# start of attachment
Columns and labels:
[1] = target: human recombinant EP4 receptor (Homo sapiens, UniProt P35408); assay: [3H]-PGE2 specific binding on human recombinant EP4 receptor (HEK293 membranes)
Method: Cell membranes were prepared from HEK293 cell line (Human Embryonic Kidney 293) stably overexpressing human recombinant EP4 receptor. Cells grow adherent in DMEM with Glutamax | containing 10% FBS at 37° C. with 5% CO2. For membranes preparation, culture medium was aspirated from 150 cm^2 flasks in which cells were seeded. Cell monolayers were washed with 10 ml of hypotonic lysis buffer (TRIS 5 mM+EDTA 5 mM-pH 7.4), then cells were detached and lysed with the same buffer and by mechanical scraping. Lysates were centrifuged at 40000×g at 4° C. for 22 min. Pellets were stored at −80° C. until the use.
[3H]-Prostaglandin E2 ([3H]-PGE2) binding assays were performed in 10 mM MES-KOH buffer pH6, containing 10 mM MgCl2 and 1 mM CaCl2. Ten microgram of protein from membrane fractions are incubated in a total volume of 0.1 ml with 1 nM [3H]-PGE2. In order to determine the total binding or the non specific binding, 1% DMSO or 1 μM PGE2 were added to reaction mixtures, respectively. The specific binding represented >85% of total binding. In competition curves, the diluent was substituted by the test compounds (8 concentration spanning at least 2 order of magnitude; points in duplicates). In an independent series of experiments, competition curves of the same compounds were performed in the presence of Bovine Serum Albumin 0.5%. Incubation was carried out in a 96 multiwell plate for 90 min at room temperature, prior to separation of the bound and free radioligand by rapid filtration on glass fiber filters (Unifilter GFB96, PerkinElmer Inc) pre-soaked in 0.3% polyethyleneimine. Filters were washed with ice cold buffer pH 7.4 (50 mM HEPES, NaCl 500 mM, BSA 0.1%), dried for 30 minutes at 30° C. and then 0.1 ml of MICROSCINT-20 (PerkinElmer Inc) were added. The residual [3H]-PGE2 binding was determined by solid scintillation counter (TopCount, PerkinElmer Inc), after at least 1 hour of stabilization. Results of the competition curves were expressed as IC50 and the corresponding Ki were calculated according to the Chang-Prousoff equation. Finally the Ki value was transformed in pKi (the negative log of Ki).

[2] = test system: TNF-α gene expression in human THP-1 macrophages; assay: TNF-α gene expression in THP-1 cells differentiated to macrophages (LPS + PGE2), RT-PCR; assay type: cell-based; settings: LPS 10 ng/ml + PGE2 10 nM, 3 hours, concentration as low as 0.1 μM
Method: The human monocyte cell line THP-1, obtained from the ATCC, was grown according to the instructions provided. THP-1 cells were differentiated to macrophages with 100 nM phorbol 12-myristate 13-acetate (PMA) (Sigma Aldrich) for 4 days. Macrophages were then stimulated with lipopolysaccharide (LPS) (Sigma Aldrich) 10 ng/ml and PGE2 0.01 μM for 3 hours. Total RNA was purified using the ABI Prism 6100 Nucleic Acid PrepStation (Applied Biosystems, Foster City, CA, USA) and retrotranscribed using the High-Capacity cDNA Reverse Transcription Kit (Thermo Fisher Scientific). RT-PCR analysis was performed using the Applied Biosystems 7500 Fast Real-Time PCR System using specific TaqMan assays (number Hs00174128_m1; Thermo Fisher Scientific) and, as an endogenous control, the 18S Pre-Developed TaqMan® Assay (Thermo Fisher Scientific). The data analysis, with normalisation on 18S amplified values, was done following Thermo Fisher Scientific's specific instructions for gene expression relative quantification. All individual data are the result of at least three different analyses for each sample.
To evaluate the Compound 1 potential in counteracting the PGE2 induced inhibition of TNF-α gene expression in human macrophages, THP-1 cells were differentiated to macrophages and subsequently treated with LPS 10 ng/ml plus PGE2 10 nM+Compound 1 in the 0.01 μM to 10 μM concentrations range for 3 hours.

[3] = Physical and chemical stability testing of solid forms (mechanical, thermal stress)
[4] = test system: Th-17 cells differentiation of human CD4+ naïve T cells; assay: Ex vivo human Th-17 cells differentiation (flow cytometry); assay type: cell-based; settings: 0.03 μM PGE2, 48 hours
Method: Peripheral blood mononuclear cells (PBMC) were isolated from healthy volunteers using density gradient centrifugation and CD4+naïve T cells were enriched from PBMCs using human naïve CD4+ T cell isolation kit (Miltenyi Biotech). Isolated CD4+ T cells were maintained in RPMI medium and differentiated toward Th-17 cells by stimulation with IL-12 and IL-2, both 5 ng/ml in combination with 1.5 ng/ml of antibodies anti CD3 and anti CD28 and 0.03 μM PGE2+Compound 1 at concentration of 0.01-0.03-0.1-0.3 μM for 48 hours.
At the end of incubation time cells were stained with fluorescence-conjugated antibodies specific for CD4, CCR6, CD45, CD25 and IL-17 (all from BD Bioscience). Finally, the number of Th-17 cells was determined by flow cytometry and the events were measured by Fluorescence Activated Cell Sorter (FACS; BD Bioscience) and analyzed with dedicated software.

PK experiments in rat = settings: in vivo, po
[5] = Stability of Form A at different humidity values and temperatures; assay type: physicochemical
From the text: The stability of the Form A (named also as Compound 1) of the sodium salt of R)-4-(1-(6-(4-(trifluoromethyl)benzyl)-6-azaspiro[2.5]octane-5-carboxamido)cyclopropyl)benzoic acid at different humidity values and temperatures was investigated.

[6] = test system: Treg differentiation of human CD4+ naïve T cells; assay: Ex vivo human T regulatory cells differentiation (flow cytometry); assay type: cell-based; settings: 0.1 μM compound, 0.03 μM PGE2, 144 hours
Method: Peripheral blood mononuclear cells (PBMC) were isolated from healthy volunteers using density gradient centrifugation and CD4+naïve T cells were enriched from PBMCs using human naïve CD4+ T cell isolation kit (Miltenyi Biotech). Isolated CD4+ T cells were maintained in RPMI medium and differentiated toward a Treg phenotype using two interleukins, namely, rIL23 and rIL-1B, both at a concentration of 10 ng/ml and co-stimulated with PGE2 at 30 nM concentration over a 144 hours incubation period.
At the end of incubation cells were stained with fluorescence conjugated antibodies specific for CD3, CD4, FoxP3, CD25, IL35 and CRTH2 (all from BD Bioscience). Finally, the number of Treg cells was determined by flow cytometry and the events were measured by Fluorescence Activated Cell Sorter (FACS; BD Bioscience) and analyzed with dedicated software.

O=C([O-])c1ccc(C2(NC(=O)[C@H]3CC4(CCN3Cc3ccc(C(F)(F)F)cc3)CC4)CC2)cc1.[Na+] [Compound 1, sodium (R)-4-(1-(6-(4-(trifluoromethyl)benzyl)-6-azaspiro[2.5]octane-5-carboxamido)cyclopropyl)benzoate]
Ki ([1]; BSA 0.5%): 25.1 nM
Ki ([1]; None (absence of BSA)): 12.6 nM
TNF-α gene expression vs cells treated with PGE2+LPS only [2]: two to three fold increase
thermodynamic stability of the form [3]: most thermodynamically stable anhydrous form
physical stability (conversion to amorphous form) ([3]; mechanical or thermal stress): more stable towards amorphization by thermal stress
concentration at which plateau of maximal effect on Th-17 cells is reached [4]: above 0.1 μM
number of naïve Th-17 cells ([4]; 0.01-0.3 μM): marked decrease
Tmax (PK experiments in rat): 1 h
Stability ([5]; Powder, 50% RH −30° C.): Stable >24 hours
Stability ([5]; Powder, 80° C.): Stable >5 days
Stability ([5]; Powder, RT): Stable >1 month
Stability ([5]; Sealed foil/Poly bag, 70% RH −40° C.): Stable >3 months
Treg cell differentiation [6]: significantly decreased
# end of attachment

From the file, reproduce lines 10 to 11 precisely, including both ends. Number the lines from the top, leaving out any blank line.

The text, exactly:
Method: Peripheral blood mononuclear cells (PBMC) were isolated from healthy volunteers using density gradient centrifugation and CD4+naïve T cells were enriched from PBMCs using human naïve CD4+ T cell isolation kit (Miltenyi Biotech). Isolated CD4+ T cells were maintained in RPMI medium and differentiated toward Th-17 cells by stimulation with IL-12 and IL-2, both 5 ng/ml in combination with 1.5 ng/ml of antibodies anti CD3 and anti CD28 and 0.03 μM PGE2+Compound 1 at concentration of 0.01-0.03-0.1-0.3 μM for 48 hours.
At the end of incubation time cells were stained with fluorescence-conjugated antibodies specific for CD4, CCR6, CD45, CD25 and IL-17 (all from BD Bioscience). Finally, the number of Th-17 cells was determined by flow cytometry and the events were measured by Fluorescence Activated Cell Sorter (FACS; BD Bioscience) and analyzed with dedicated software.